Treasures of Aromatic Literature-Incense by Lafcadio Hearn

Treasures of Aromatic Literature-Incense by Lafcadio Hearn

I See, rising out of darkness, a lotus in a vase. Most of the vase is invisible; but I know that it is of bronze, and that its glimpsing handles are bodies of dragons. Only the lotus is fully illuminated: three pure white flowers, and five great leaves of gold and green — gold above, green on the upcurling undersurface — an artificial lotus. It is bathed by a slanting stream of sunshine; — the darkness beneath and beyond is the dusk of a temple-chamber. I do not see the opening through which the radiance pours; but I am aware that it is a small window shaped in the outline-form of a temple-bell.

The reason that I see the lotus — one memory of my first visit to a Buddhist sanctuary — is that there has come to me an odor of incense. Often when I smell incense, this vision defines; and usually thereafter other sensations of my first day in Japan revive in swift succession with almost painful acuteness.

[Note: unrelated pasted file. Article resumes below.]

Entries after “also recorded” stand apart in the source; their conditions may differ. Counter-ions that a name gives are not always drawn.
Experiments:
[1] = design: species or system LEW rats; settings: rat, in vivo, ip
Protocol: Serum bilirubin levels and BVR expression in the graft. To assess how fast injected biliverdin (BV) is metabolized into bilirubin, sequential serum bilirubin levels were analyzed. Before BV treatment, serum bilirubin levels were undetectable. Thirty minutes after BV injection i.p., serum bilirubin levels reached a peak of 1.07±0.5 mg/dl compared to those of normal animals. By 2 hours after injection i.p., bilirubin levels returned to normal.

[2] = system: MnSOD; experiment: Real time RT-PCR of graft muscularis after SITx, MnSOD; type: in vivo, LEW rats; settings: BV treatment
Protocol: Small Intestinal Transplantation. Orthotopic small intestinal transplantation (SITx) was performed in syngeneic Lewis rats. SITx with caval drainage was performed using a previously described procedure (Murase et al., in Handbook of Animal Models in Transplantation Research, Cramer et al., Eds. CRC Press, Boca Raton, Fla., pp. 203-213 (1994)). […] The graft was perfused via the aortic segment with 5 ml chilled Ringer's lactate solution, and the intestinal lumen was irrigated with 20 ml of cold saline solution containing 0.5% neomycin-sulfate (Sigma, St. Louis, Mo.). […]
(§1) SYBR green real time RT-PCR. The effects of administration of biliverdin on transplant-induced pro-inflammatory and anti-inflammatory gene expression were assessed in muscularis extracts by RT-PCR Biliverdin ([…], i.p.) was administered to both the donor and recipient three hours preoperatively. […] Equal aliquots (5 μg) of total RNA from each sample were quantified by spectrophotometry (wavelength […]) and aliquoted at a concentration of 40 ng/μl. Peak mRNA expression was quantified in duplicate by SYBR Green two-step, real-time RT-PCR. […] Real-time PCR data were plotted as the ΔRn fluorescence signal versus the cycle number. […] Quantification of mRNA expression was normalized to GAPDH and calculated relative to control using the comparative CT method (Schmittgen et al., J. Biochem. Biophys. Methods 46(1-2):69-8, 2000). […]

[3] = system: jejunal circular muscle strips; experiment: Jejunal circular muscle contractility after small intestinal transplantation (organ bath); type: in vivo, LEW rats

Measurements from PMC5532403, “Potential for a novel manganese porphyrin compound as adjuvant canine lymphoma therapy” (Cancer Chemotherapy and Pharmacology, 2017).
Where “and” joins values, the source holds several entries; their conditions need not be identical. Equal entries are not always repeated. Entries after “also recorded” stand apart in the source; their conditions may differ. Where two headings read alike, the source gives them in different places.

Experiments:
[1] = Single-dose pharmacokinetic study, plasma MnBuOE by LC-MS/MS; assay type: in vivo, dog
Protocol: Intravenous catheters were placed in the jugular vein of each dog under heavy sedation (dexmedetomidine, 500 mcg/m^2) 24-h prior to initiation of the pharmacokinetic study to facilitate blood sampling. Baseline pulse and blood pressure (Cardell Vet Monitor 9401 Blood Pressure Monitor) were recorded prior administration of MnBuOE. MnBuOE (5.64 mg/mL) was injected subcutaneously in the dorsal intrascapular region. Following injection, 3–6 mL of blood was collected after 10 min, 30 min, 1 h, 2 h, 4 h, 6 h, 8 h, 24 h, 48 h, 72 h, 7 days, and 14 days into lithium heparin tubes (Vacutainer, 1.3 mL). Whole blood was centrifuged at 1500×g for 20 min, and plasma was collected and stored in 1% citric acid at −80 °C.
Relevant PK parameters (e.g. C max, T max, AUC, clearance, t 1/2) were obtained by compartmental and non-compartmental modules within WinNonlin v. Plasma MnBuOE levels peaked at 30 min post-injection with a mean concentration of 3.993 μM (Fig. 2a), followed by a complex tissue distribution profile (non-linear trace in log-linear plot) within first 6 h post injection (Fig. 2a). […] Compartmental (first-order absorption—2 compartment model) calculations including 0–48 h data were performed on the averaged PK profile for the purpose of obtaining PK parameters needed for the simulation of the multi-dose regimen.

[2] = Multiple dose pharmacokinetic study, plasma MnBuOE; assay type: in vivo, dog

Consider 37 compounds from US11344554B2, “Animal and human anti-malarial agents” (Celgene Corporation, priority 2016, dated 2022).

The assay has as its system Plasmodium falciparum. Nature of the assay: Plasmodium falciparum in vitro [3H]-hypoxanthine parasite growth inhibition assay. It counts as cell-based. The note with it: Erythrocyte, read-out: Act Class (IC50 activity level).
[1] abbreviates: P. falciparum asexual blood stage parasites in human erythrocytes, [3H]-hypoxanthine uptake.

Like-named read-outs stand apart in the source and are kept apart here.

It is almost ubiquitous — this perfume of incense. It makes one element of the faint but complex and never-to-be-forgotten odor of the Far East. It haunts the dwelling-house not less than the temple — the home of the peasant not less than the yashiki of the prince. Shinto shrines, indeed, Still costlier sorts of incense — veritable luxuries — take the form of lozenges, wafers, pastilles; and a small envelope of such material may be worth four or five pounds sterling. But the commercial and industrial questions relating to Japanese incense represent the least interesting part of a remarkably curious subject.